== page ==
Key Dependent and Independent Variables

This study of newly treated patients with T2D is divided into 2 parts. First, we examined factors associated with treatment duration, with a special interest in the drug classes used as initial therapy. The second set of analyses evaluated the impact of the treatment duration on patients’ risk of hospitalizations (both overall and cardiovascular related) and the change in their total health care costs in their first posttreatment year relative to their costs in the year prior to starting treatment.

Treatment duration was measured as the total supply days from the index date to the last date of medication termination or the start of a significant medication gap. In this study, we defined a treatment gap as a period of 60 days, one of the most commonly used definitions for diabetes, because adverse events from discontinuing medications develop gradually over time.15 This definition allows for medication switches without considering them as breaks in therapy. Discontinuation was identified when a patient experienced a 60-day gap in treatment.

Diagnostic Histories

In this study, patients’ diagnostic histories were captured using ICD-9-CM/ICD-10-CM codes over 1 year prior to the index date to account for different baseline patient characteristics. These histories included conditions such as chronic kidney disease, hyperlipidemia, hypertension, congestive heart failure, and stroke (eAppendix Table 1 [eAppendix available at ajmc.com]).

Health Care Costs

Costs in this study reflected standardized prices for allowed payments across all provider services. The costs were categorized into medical costs and prescription drug costs. Medical costs measured spending from inpatient, outpatient, ancillary, emergency department, and professional services (eAppendix Table 2). Total health care costs were the sum of medical and prescription costs.

Prescription Drug Use

Prescription drug use during the 1-year pre–index date period was categorized based on either the American Hospital Formulary Service (AHFS) Clinical Drug Information or use of cardiovascular-related drugs. AHFS drug classifications included antihistamine, antineoplastic, cardiovascular, and anti-infective drugs (eAppendix Table 3). Our other approach factored in cardiovascular-related drugs prescribed during the 1-year baseline (α-blockers, angiotensin-converting enzyme inhibitors, β-blockers, calcium channel blockers, diuretics, angiotensin receptor blockers, statins, antiplatelets, and aldosterone).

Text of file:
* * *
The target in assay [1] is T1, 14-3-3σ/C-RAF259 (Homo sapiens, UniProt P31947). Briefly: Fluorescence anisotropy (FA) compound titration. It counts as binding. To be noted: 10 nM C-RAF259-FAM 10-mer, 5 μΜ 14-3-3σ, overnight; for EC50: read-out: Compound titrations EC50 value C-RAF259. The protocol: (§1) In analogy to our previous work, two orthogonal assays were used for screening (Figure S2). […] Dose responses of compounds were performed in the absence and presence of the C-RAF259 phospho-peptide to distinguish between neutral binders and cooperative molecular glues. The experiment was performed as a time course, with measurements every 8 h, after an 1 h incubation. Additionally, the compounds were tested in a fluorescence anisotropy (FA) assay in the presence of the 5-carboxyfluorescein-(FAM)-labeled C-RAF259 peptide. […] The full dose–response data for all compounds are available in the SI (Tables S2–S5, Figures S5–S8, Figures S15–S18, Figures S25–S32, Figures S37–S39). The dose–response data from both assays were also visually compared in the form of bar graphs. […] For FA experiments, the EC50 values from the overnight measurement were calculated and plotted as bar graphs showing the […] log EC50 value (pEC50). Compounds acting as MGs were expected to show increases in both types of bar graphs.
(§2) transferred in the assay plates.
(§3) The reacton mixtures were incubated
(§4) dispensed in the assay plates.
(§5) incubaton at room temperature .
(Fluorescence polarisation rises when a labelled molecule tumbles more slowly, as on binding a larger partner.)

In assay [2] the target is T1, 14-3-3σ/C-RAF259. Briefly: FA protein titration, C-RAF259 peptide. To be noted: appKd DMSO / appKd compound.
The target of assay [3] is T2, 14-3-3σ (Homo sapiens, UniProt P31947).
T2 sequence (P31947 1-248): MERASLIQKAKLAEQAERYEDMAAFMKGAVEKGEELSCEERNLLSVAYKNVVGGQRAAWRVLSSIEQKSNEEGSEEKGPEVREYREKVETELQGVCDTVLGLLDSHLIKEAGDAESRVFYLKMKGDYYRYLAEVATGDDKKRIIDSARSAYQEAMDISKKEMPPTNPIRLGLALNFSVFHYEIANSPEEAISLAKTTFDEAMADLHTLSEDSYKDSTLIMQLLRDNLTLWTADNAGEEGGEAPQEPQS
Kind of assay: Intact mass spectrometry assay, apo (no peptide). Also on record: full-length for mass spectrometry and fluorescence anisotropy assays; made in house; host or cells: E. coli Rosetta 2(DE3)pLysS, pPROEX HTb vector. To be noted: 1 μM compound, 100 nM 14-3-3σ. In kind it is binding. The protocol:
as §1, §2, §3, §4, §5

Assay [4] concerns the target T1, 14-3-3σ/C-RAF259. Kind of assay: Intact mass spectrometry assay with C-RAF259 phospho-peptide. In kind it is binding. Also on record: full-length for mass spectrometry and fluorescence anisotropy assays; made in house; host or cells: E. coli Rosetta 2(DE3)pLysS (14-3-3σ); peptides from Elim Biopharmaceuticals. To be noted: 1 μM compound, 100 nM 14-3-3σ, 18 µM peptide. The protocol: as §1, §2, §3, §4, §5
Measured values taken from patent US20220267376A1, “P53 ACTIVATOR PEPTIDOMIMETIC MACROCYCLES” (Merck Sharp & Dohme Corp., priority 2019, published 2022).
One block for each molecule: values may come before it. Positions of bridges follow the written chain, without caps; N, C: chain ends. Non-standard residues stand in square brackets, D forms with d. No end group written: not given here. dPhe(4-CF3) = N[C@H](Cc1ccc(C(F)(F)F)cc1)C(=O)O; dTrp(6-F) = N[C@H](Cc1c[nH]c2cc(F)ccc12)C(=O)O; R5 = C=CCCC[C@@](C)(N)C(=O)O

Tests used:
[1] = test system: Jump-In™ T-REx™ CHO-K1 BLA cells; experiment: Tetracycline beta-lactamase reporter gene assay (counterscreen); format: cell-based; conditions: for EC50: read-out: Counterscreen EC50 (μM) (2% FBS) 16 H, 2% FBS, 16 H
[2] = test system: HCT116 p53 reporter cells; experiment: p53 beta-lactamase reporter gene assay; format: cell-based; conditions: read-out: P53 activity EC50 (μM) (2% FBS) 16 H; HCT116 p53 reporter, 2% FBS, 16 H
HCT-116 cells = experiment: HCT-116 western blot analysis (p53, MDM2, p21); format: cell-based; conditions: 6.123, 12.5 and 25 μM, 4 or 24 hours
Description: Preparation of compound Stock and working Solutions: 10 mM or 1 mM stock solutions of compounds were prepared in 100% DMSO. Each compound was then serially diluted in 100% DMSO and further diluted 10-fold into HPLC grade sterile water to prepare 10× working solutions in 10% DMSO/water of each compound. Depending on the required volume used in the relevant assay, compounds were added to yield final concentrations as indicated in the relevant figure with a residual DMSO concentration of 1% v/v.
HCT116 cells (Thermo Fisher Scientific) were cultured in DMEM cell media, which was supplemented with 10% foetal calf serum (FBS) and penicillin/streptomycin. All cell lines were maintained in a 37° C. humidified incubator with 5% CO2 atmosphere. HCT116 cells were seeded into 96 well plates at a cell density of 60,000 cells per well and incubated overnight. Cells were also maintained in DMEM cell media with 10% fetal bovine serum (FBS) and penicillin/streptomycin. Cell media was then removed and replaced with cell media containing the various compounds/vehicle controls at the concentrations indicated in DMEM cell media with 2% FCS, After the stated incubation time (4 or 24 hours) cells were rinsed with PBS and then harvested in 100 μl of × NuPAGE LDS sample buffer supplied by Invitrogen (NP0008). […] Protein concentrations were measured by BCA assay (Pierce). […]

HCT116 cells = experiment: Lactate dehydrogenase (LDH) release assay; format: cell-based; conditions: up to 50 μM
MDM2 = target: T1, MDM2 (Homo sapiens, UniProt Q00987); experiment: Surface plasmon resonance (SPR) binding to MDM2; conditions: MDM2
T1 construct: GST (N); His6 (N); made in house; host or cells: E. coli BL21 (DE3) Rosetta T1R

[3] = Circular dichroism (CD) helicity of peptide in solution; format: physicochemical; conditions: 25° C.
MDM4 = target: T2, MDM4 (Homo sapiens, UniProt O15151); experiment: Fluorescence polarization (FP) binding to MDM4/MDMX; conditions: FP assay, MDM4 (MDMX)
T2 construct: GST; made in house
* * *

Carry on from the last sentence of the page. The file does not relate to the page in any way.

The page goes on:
Covariates

The covariates used in this study encompass sociodemographic and clinical characteristics: age, sex, health insurance type, race, time trends to account for changes in clinical practices, prior hospitalization during the 1-year preindex period, whether a baseline HbA1c test was recorded to control for potential differences in providers and recording system, diagnostic history, total health care costs from the 1-year preindex period as a proxy of patient’s baseline disease severity, prescription of drug classes defined by AHFS Clinical Drug Information to control for different baseline health status, and/or use of cardiovascular-related drugs at baseline.

Statistical Analyses

First, we used Cox proportional hazards models to document the association between the initial antidiabetic medications and treatment discontinuation, controlling for the baseline sociodemographic and clinical characteristics. Two models were conducted to understand the impact of using the different definitions of prescription drug use. Model 1 controlled for age, sex, health insurance type, race, time trends, prior hospitalization, whether a baseline HbA1c test was recorded, diagnostic history, total health care costs from the 1-year preindex period, and prescription of drug classes defined by AHFS. Model 2 controlled for the same covariates used in model 1 but replaced AHFS classification with the use of cardiovascular-related drugs at baseline.

Second, we examined the association between treatment duration and risk of all-cause hospitalization and hospitalizations specific to stroke and acute myocardial infarction (AMI) by using a time-varying multivariable Cox model, controlling for age, sex, health insurance type, race, time trends, prior hospitalization, whether a baseline HbA1c test was recorded, diagnostic history, total health care costs from the 1-year preindex period, AHFS drug classifications, and use of cardiovascular-related drugs. To facilitate interpretation, we converted treatment duration from days to months by dividing its value by 30, allowing us to express the estimated coefficient from the Cox model as the estimated effect of an additional month of treatment.